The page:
An in silico analysis of acquired antimicrobial resistance genes in Aeromonas plasmids.
AIMS Microbiol. 2020;6(1):75-91
Authors: Nwaiwu O, Aduba CC
Sequences of 105 Aeromonas species plasmids were probed for acquired anti-microbial resistance (AMR) genes using a bioinformatics approach. The plasmids showed no positive linear correlation between size and GC content and up to 55 acquired AMR genes were found in 39 (37%) plasmids after in silico screening for resistance against 15 antibiotic drug classes. Overall, potential multiple antibiotic resistance (p-MAR) index ranged from 0.07 to 0.53. Up to 18 plasmids were predicted to mediate multiple drug resistance (MDR). Plasmids pS121-1a (A. salmonicida), pWCX23_1 (A. hydrophila) and pASP-a58 (A. veronii) harboured 18, 15 and 14 AMR genes respectively. The five most occurring drug classes for which AMR genes were detected were aminoglycosides (27%), followed by beta-lactams (17%), sulphonamides (13%), fluoroquinolones (13%), and phenicols (10%). The most prevalent genes were a sulphonamide resistant gene Sul1, the gene aac (6')-Ib-cr (aminoglycoside 6'-N-acetyl transferase type Ib-cr) resistant to aminoglycosides and the blaKPC-2 gene, which encodes carbapenemase-production. Plasmid acquisition of AMR genes was mainly inter-genus rather than intra-genus. Eighteen plasmids showed template or host genes acquired from Pseudomonas monteilii, Salmonella enterica or Escherichia coli. The most occurring antimicrobial resistance determinants (ARDs) were beta-lactamase, followed by aminoglycosides acetyl-transferases, and then efflux pumps. Screening of new isolates in vitro and in vivo is required to ascertain the level of phenotypic expression of colistin and other acquired AMR genes detected.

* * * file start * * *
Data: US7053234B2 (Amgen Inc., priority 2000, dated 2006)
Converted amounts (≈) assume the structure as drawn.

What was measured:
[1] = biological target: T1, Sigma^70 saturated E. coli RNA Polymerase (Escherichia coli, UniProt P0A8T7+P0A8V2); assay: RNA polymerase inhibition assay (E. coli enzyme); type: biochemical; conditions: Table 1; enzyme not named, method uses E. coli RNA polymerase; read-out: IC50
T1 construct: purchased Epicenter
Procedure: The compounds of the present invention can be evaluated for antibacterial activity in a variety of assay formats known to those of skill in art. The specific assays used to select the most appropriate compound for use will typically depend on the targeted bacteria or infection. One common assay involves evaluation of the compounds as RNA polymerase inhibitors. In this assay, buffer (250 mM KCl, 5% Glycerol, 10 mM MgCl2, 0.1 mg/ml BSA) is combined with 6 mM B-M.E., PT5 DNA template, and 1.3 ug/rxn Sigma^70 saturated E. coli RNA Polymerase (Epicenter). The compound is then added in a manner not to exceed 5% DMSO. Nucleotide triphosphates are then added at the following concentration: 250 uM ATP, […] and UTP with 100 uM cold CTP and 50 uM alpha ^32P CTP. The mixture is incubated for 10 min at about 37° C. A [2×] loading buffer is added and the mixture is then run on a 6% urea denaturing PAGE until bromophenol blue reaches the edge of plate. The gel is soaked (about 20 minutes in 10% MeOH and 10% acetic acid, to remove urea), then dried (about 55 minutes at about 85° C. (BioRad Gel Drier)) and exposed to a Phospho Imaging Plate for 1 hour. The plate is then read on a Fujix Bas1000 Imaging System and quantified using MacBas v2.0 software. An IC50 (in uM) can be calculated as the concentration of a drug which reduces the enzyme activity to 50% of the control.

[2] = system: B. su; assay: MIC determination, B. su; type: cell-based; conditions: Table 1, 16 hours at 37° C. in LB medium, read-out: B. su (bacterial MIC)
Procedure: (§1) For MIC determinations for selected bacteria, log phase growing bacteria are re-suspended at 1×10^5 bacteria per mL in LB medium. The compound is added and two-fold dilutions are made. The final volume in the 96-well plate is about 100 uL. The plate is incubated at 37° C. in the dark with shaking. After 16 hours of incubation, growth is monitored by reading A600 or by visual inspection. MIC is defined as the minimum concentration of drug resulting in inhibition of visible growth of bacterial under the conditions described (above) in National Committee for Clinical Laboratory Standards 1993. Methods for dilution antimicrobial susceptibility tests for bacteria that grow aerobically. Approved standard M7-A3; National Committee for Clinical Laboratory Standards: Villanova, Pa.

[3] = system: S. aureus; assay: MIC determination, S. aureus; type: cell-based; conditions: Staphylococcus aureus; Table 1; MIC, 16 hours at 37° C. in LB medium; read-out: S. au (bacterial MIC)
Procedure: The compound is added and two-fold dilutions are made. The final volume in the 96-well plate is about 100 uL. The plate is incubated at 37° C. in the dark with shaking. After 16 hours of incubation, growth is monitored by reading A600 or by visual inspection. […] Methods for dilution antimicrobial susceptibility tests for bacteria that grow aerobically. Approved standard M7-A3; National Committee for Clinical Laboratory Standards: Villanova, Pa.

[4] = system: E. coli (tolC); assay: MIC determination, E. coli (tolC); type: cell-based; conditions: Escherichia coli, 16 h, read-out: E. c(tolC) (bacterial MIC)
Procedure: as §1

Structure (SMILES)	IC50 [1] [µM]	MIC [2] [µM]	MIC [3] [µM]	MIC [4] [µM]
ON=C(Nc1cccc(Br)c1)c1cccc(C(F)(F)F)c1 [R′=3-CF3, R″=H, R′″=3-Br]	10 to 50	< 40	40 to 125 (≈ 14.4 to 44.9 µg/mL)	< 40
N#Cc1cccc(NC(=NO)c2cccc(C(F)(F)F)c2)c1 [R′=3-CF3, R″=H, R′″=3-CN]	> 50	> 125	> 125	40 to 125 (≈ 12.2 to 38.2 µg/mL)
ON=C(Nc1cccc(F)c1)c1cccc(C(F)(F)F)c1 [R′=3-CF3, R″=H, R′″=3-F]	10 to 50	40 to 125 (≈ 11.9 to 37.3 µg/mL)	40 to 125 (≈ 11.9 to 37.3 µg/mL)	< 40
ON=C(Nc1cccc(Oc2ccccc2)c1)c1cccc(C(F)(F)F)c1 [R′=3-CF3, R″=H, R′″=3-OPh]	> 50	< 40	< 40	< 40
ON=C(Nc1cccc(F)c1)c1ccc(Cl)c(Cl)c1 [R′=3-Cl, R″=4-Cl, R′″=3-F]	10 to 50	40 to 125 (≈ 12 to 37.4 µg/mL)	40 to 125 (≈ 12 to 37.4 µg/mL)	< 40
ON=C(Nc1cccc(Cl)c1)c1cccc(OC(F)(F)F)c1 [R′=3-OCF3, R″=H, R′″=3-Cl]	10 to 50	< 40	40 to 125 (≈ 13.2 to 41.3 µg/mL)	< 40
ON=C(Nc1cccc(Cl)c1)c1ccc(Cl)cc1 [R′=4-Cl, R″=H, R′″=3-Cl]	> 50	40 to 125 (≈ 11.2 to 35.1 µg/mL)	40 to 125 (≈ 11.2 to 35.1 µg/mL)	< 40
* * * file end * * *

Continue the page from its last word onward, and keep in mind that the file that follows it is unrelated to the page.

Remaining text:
PMID: 32226916 [PubMed]